While I'm a little late to the game compared to last year when I saw the first film on opening day with my co-workers and boss, I finally checked out "Avengers: Age of Ultron" this past Sunday. What did I think? Well, let me put it this way: I'm already planning to see it again two more times this week. Once again, director Joss Whedon shows his talent of tackling a team superhero film where nearly everyone is given a chance to shine, all while keeping an even balance between action and comedy.
What made me enjoy this movie so much, and what makes this film trilogy so exciting is that it has and is still breaking new ground for comic films: The first film in 2012 made an unprecedented move by bringing together four characters from solo movies (Iron Man, Captain America, Thor, The Incredible Hulk) and placing them in one film, eliminating the issue of character development. This sequel gets to expand its story with more action, but also funny downtime scenes with earth's mightiest heroes just partying or shootin' the breeze. When it comes to establishing a team leader, the "X-Men" films can learn alot from "Avengers," with Chris Evans' Captain America cleary the one equipped to give orders and Robert Downey Jr.'s Iron Man supplying both starpower and technical experience. Let's hope that the upcoming "X-Men: Apocalypse" can finally have a fleshed-out Scott Summers who is clearly born to lead the team of mutant freedom fighters. Thor and the Hulk, both characters I wasn't particularly interested in while watching their solo films, are actually interesting here like in the first film. The B-team of Hawkeye and Black Widow have alot more screentime in this sequel, with the audience discovering Clint Barton's family, and Natasha's would-be romance with Bruce Banner. The newest recruits, Scarlet Witch and Quicksilver, both make a great impression (though Scarlet Witch is the main focus between the two). Ultron is made into a pretty interesting villain, and while his origin differs from the comics (He was created by Hank "Ant Man" Pym in the comics), having Tony Stark create him instead is a great workaround. This Ultron struggles with his artificial nature and believes to be human, along with a resentment for his creator Tony Stark. Last, but not least, is the other new character Vision, a powerful android who is the answer to stopping Ultron. Vision also provides a link to the next chapter in this epic comic book trilogy with his power source--the mind gem---as the basis for the infinity gauntlet, held by the villain of all villains in the Marvel Comics Universe, Thanos (who makes a brief appearance here). What's not to love here?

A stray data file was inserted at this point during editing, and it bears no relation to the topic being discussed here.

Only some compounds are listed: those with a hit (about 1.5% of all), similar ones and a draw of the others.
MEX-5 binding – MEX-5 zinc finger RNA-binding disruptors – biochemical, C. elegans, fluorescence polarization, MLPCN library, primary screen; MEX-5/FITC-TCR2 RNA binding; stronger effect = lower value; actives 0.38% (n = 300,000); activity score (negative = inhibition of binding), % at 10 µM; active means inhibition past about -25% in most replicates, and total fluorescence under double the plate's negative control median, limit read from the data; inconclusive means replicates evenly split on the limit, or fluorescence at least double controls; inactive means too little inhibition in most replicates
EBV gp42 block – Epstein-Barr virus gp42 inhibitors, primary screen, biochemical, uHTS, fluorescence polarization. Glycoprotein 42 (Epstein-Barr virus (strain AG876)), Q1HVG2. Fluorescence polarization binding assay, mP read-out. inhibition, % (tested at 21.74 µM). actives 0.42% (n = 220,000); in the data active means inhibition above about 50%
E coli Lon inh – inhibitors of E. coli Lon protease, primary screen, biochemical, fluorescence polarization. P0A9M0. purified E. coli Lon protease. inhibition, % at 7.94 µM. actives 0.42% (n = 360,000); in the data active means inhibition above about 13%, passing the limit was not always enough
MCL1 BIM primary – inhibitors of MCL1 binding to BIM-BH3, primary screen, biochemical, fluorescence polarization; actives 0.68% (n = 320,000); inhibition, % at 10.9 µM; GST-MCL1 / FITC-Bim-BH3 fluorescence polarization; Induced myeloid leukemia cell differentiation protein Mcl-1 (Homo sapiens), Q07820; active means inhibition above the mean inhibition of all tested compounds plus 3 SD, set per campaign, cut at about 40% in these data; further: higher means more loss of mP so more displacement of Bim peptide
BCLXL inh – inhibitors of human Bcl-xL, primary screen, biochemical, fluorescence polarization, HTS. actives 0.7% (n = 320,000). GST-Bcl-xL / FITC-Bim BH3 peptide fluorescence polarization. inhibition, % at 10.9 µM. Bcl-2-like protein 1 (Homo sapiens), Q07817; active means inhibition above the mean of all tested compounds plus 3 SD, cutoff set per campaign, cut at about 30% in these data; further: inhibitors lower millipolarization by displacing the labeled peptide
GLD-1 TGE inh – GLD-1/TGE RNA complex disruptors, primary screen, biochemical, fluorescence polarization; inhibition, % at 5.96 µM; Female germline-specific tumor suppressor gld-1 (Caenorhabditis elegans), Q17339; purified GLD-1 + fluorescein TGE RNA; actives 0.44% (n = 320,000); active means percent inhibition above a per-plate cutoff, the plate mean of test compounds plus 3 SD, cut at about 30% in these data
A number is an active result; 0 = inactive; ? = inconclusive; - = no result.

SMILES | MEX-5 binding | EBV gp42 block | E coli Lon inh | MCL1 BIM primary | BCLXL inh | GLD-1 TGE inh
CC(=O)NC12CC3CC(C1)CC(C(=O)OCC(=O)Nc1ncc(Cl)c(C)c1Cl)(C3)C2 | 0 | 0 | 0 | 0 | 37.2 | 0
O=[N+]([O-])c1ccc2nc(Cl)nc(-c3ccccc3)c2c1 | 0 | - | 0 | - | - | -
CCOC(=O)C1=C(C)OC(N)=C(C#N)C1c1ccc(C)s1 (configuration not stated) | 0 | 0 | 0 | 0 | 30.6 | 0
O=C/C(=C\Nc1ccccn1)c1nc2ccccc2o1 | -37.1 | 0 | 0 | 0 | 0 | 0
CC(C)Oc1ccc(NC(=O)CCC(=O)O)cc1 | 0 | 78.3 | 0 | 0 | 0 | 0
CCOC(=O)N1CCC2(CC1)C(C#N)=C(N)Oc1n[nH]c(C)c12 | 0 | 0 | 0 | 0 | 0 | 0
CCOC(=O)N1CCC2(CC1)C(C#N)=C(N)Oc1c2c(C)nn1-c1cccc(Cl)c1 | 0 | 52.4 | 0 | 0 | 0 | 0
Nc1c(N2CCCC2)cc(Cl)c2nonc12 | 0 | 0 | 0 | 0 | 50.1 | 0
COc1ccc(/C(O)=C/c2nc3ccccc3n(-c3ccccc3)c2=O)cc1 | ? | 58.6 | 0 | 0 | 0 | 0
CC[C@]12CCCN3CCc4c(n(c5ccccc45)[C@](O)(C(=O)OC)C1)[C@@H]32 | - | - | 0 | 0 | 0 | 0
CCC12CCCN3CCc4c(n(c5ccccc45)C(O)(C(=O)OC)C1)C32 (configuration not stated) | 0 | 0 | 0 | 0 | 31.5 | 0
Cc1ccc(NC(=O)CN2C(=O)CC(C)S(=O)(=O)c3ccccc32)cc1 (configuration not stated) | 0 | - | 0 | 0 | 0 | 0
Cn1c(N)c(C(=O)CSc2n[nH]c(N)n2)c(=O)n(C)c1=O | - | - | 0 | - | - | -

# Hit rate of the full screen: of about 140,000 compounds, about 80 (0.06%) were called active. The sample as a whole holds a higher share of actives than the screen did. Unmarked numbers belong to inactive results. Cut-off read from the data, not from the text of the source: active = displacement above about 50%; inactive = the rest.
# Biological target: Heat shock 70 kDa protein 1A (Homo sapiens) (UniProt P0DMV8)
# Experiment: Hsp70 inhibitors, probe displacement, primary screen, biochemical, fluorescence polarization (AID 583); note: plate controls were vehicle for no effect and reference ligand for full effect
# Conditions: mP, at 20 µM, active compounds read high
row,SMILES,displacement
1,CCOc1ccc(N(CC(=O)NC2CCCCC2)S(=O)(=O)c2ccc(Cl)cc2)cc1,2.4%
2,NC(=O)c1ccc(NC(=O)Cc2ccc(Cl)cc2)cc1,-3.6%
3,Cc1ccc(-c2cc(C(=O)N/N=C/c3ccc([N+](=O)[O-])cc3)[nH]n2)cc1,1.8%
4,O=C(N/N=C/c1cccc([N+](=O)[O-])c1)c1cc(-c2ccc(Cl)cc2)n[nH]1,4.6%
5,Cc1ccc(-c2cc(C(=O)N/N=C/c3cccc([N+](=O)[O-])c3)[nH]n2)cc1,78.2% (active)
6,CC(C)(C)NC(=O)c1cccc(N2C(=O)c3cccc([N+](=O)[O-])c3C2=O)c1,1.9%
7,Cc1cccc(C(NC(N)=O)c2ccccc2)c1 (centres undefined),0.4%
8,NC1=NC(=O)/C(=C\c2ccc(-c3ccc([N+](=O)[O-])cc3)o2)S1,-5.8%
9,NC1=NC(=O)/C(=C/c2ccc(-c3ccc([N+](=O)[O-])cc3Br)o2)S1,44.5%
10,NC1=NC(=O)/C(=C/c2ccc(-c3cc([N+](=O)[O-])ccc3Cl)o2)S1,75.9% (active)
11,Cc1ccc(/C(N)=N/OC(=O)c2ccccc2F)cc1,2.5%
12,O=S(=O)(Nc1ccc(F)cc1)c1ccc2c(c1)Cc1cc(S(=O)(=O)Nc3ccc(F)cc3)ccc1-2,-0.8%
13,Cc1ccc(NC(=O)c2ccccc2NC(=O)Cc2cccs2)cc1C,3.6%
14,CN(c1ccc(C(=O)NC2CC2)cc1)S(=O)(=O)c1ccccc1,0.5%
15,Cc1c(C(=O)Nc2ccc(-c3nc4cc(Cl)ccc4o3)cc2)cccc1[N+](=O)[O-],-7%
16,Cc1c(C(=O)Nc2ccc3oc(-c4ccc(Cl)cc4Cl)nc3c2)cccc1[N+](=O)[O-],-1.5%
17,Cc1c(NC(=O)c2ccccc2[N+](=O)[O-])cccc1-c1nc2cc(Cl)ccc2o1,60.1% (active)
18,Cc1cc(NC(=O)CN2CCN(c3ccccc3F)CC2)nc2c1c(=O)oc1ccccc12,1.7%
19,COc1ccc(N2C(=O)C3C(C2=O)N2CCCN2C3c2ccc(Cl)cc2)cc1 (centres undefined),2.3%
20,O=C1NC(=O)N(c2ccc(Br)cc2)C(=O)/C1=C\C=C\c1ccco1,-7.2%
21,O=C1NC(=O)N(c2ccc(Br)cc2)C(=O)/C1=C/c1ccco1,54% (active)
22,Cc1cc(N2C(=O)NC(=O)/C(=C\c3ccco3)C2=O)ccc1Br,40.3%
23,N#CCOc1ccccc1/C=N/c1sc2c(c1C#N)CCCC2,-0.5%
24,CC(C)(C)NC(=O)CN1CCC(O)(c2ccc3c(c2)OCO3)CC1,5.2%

So yes, "Avengers" entertains me yet again with "Age Of Ultron," Each film gets me more excited for the next one with all the groundwork that Marvel Studios lays in not just this film, but all their previous blockbusters as well. Watching this film will not only get you excited for "Avengers: Infinity War," but also "Captain America: Civil War," which will be incorporating one of the most intriguing comic book storylines in the last ten years, "superhero registration by the government." I'm already set to watch this flick again next week to catch some of the comic references and minor characters I may have missed the first time around. But mostly, I'll be seeing it again, because, well........IT'S AWESOME!!